How To Protect Yourself From Ticks When Hiking

Ticks are annoying tiny insects that can ruin your hiking or camping trip. Ticks are eight-legged creatures that suck blood from the host. Not only do ticks attack human beings but can also attach themselves to your pet animals like dogs. When they attach to dogs they can be a little tricky to remove as they cling on to the far and skin of the animals. All this can be avoided by some few tricks to avoid the ticks sticking to your body. According to researchers, there is a prediction of an increase in tick population this summer the reason being the prolonged winters that have allowed the survival of the eggs, larva, and adult ticks. Most of the hikers are aware of the presence of ticks, however, there is a lot of misinformation on how to avoid and protect yourself from them.

Tick-borne diseases
• Lyme disease
This disease is spread by the deer tick and it is one of the feared tick bite outcomes. This is because it can cause lifelong chronic diseases if not treated in time. Most cases of Lyme diseases can be treated successfully within a few weeks with antibiotics. Moreover, the antibiotics for treating Lyme can be bought over the counter at your local drugstore or the supermarket. The most common symptoms of this disease include fever, headache, fatigue, and skin rash known as the erythema migrans. Statistics show that in one of every two female deer ticks is infected with Lyme disease and it is advisable that when getting the tick from your skin you be extra careful.

• Alpha-gal
This is more of an immune-defense that is triggered to your immune system. This causes the carbohydrate in your body to go on defense and overreact on the animal carbohydrates. Moreover, this reaction can make you allergic to your meat how awful is that? Unless of course, you are a vegetarian. The ticks contain alpha-gal which is a carbohydrate found in the cells of almost all mammals that are fed on by human beings ranging from cows, sheep, and goat.

• Ehrlichia
This disease can affect both humans and dogs. So be careful when you take your dog out on hiking because it can also be affected by some of the tick-borne diseases. The disease is caused by a lone star tick which can easily bite you when hiking or camping. Some of the symptoms of this disease include fever, fatigue, muscle pains, and headaches. The symptoms occur within a week or two after a tick bite and it can be easily treated by your physician.

• Rocky Mountain spotted fever
Most of the infection occurs on the east of the Rocky Mountains hence the name of the disease. A point to note is that if this disease is not treated on time the results can be fatal. Although the disease has been recently spotted along the Pacific Ocean it is not at an alarming rate. It is advisable to always take precaution while hiking and be extra careful while removing the ticks from your body.

Way to protect yourself from ticks
• Minimize contact with ticks
This is one of the major ways to protect yourself from tick attacks. Always avoid hiking trails with tall grasses, heavily wooded areas, and bushy areas. Instead, hike on distinct hiking trails that are easily marked and used more frequently. Also, avoid taking breaks in bushy areas and sitting directly on the grass as this is one of the major reasons that cause ticks to crawl up your body.

• Wear light-colored clothing
Ticks are dark insects which can be easily spotted crawling on light colored clothes. Always wear light-colored clothes like white as this will help you notice a tick crawling on your clothing. This ensures that you spot the tick before it attacks you.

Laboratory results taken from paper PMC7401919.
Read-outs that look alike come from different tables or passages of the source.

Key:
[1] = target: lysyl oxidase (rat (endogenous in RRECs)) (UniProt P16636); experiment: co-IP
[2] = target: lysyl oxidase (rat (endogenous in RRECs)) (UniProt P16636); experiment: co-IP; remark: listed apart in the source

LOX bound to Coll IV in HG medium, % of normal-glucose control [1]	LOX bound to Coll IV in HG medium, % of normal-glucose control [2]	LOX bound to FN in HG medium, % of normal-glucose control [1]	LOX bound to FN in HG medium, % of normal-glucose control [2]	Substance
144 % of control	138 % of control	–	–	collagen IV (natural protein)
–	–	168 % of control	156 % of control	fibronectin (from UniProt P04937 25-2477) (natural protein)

• Tuck your clothing
Ticks crawl up under your clothes and suck on your blood. This can be avoided by wearing long-sleeved shirts and tucking them neatly on your pants. Also, avoid hiking with shorts in tick-infested areas but always wear trousers and safely tuck your pants cuffs in your socks. This leaves no room for the ticks to crawl up your body to the tick hotspots.

• Wear an insect repellent
Wear an insect repellent to avoid being bitten by the ticks. According to CDC the list of approved insect repellents include DEET, piacridin, and oil of lemon eucalyptus. Insect repellents are applied to the exposed surfaces of your body like the hands and feet. Also, you can apply the repellent on tick hotspot areas like the back of your knees, and in and around your ears.

• Spray your clothes with permethrin
When you are planning on hiking or going camping always ensure that you have sprayed your clothes with permethrin. Permethrin is an insecticide that is sprayed on your clothing, camping gear, hiking boots, and the dog bed. This insecticide kills bug, mosquitoes, and ticks and it does not cause any harm to the human beings or the dogs.

• Clean and shower after the hike
You never know what you could have dragged back home after camping and hiking. The last thing you want is for your house to infested with ticks and all sorts of bugs. Always take a shower first thing after an amazing hiking adventure. This will minimize the risk if you getting tick-borne diseases and worst of all infesting your home with ticks. Thoroughly, ensure that you have checked your animals for ticks and spray them to avoid an infestation. Also, check out your camping and hiking gear just to be double sure that you are safe. An important thing to do is to always de-tick your clothing, this is one of the things most people always forget. De-ticking is done by throwing all your clothing for that day in a hot dryer for 10 minutes before washing. This will ensure that no ticks survive the hot environment in the dyer and the trip to the washer. This ensures that you are safe and no ticks have been dragged back in your house from the hiking trip.

Enjoy an amazing hiking trip and camping adventure without the worry of tick attacks. Use the above tips and avoid tick infestation or worse tick-borne disease.
All the best!